Category: oscars

Oscars: 2022 Thoughts

Another year, another Oscars. And my, but this one had some things to talk about. (And yes, beyond Will Smith deciding to Make Duels Great Again.) As usual, we turned the evening into a small party, and this year we even went for a themed event, having everyone dress up as a character from an Oscar nominated movie. (I was Guy from Free Guy, Tomas was Shrek, Denisa was Amy from Little Women, Daniela was Luisa from Encanto, and MC was Anna from Frozen.) We also had treats that were Oscar movie-themed: Devil Wears Prada’ed eggs, Chocolat covered strawberries, Grapes of Wrath, and others.

And, of course, there was the yearly competition for the Oscar the Grouch hat. (You’ll be relieved to know I defended my title, getting 17/23 right. Daniela was in second with around . . . 13? It’s a blur.) The party around the Oscars was a lot of fun, but how was the event itself? I have Thoughts:

  • First off, let’s get the MMA fighter in the middle of the room out of the way. Will Smith and Chris Rock. This was honestly shocking to watch unfold live. At first, we were all convinced it was a schtick, because there are so many of them, and so many of them are in poor taste. But then the screen froze and things went wonky, and we all headed to Twitter to find out what was going on. And even then, we kept rewatching the slap seen round the world to figure out if it was real or not. And yes, it was real. Should it have happened? Definitely not. I really worry about normalizing violence, and when an actor of Smith’s caliber decides slapping someone who insults his wife on national television is a Good Idea . . . Although then there’s the “Chris Rock making fun of someone with a legitimate medical issue,” which is clearly in less than poor taste. And then there’s the “Will Smith trying to explain why he did it, without directly addressing it, and also thanking people for his Best Actor award.” All in all, it was a big mess.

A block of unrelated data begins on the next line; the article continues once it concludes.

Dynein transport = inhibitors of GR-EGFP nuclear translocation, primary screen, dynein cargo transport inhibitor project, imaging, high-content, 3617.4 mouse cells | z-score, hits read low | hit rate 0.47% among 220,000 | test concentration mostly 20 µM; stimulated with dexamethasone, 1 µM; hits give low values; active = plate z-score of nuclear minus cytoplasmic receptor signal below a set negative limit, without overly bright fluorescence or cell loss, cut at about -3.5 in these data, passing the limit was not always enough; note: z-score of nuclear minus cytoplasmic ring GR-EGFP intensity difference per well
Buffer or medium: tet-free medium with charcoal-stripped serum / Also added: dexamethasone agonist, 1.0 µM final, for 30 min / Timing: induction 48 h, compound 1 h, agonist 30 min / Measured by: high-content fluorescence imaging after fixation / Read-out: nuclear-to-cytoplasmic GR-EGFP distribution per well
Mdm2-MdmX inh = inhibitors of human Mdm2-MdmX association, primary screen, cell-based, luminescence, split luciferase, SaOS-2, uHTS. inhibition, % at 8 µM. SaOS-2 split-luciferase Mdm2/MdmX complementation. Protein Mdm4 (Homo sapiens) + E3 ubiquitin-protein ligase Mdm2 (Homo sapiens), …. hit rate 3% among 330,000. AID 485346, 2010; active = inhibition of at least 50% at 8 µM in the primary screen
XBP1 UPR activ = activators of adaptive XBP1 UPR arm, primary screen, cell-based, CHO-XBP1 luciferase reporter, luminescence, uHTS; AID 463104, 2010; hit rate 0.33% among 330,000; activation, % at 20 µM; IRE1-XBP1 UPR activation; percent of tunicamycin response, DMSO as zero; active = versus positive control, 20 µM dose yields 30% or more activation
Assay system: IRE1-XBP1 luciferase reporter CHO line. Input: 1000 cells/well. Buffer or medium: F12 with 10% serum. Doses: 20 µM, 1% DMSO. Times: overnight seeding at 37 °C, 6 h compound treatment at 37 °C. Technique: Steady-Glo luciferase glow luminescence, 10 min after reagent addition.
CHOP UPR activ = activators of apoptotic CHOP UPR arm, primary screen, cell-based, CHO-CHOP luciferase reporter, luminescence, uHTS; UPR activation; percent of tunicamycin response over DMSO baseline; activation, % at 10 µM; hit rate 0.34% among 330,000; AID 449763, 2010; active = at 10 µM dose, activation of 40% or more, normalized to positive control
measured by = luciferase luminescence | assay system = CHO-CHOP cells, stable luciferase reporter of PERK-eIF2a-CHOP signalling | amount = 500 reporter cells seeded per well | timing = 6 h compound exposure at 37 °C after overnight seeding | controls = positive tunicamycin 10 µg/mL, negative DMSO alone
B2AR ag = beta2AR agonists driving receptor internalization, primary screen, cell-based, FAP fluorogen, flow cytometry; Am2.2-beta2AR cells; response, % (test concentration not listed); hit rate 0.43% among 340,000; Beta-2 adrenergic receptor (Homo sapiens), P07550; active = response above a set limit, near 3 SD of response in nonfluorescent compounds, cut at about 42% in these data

• However, it was also one of the few really memorable moments from the evening, since other than that and a few things, the show was pretty yawn-inducing. The three hosts were almost uniformly cringey, the opening number with Beyonce was . . . boring. The show famously decided to sideline 8 (eight!) of the awards, shunting them off to brief edited snippets, inserted at random throughout the night. The argument was they would replace those “boring” awards with more interesting things, and that way the show would be able to stick to three hours. Instead, the show went over by around 40 minutes anyway, and the junk they crammed in instead just kept me thinking about how I would have preferred to see the actual awards.
  • And while I’m at it, can I just complain in particular about the We Don’t Talk about Bruno number? Because going into it, the Oscar folks were making a big deal about how they were going to perform the song live. And because I’m a big fan of the song, I was looking forward to hearing it. And then it came, and they sang the first “verse,” and then . . . turned it into a big Oscar number, with none of the original lyrics, and none of the stuff that made the original song such fun. It was terrible, with a capital T. Ugh.
  • Also, I understand the reasoning in not letting the same movie get multiple nominations for best song, but when the songs they end up picking are arguably significantly worse than many of the songs they could have had if they let Encanto double (or triple) dip . . . I wasn’t a huge fan of any of them. Maybe I’m just getting crotchety.
  • What was up with the “fan favorite” polls? Whose bright idea was that? They were clearly steamrolled by Zach Snyder acolytes. In what universe is the Flash’s whatever scene from Justice League in the same zip code as the Avengers Assemble scene? And Army of the Dead? And Minimata? Live action Cinderella? These were just a joke.